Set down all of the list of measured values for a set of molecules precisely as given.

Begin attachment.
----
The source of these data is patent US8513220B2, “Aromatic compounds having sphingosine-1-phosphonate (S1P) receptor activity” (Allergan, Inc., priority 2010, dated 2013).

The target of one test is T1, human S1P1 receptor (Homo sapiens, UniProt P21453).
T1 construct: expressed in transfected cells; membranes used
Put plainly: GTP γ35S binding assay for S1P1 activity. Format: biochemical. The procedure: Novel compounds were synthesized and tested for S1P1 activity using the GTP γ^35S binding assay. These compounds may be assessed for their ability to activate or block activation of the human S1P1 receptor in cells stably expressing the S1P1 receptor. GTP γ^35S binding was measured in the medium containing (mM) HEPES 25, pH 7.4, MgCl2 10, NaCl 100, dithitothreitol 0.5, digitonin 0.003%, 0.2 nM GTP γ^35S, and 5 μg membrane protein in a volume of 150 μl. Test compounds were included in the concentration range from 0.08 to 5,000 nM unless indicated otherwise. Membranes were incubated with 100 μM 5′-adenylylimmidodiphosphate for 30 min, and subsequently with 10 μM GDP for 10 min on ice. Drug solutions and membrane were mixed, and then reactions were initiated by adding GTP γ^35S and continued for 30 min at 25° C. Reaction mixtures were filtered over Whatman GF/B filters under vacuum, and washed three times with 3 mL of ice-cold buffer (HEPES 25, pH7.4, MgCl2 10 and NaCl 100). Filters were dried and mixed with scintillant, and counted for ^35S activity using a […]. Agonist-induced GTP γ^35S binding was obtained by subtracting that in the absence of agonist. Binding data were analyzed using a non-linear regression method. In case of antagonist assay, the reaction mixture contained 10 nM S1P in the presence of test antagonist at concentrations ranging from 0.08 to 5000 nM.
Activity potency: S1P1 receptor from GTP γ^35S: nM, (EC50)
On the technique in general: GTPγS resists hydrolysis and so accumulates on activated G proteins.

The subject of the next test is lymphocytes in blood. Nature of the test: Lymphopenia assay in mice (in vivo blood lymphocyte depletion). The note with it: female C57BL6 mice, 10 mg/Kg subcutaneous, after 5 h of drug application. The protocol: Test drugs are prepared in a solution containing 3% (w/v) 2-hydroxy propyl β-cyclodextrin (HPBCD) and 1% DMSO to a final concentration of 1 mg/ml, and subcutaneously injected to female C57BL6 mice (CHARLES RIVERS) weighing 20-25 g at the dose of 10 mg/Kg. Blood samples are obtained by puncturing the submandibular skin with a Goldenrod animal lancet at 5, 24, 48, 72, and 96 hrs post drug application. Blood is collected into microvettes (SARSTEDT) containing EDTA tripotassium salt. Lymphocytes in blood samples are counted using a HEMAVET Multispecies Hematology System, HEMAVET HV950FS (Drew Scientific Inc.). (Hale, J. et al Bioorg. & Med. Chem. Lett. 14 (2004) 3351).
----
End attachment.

The source of these data is patent US8513220B2, “Aromatic compounds having sphingosine-1-phosphonate (S1P) receptor activity” (Allergan, Inc., priority 2010, dated 2013).

The target of one test is T1, human S1P1 receptor (Homo sapiens, UniProt P21453).
T1 construct: expressed in transfected cells; membranes used
Put plainly: GTP γ35S binding assay for S1P1 activity. Format: biochemical. The procedure: Novel compounds were synthesized and tested for S1P1 activity using the GTP γ^35S binding assay. These compounds may be assessed for their ability to activate or block activation of the human S1P1 receptor in cells stably expressing the S1P1 receptor. GTP γ^35S binding was measured in the medium containing (mM) HEPES 25, pH 7.4, MgCl2 10, NaCl 100, dithitothreitol 0.5, digitonin 0.003%, 0.2 nM GTP γ^35S, and 5 μg membrane protein in a volume of 150 μl. Test compounds were included in the concentration range from 0.08 to 5,000 nM unless indicated otherwise. Membranes were incubated with 100 μM 5′-adenylylimmidodiphosphate for 30 min, and subsequently with 10 μM GDP for 10 min on ice. Drug solutions and membrane were mixed, and then reactions were initiated by adding GTP γ^35S and continued for 30 min at 25° C. Reaction mixtures were filtered over Whatman GF/B filters under vacuum, and washed three times with 3 mL of ice-cold buffer (HEPES 25, pH7.4, MgCl2 10 and NaCl 100). Filters were dried and mixed with scintillant, and counted for ^35S activity using a […]. Agonist-induced GTP γ^35S binding was obtained by subtracting that in the absence of agonist. Binding data were analyzed using a non-linear regression method. In case of antagonist assay, the reaction mixture contained 10 nM S1P in the presence of test antagonist at concentrations ranging from 0.08 to 5000 nM.
Activity potency: S1P1 receptor from GTP γ^35S: nM, (EC50)
On the technique in general: GTPγS resists hydrolysis and so accumulates on activated G proteins.

The subject of the next test is lymphocytes in blood. Nature of the test: Lymphopenia assay in mice (in vivo blood lymphocyte depletion). The note with it: female C57BL6 mice, 10 mg/Kg subcutaneous, after 5 h of drug application. The protocol: Test drugs are prepared in a solution containing 3% (w/v) 2-hydroxy propyl β-cyclodextrin (HPBCD) and 1% DMSO to a final concentration of 1 mg/ml, and subcutaneously injected to female C57BL6 mice (CHARLES RIVERS) weighing 20-25 g at the dose of 10 mg/Kg. Blood samples are obtained by puncturing the submandibular skin with a Goldenrod animal lancet at 5, 24, 48, 72, and 96 hrs post drug application. Blood is collected into microvettes (SARSTEDT) containing EDTA tripotassium salt. Lymphocytes in blood samples are counted using a HEMAVET Multispecies Hematology System, HEMAVET HV950FS (Drew Scientific Inc.). (Hale, J. et al Bioorg. & Med. Chem. Lett. 14 (2004) 3351).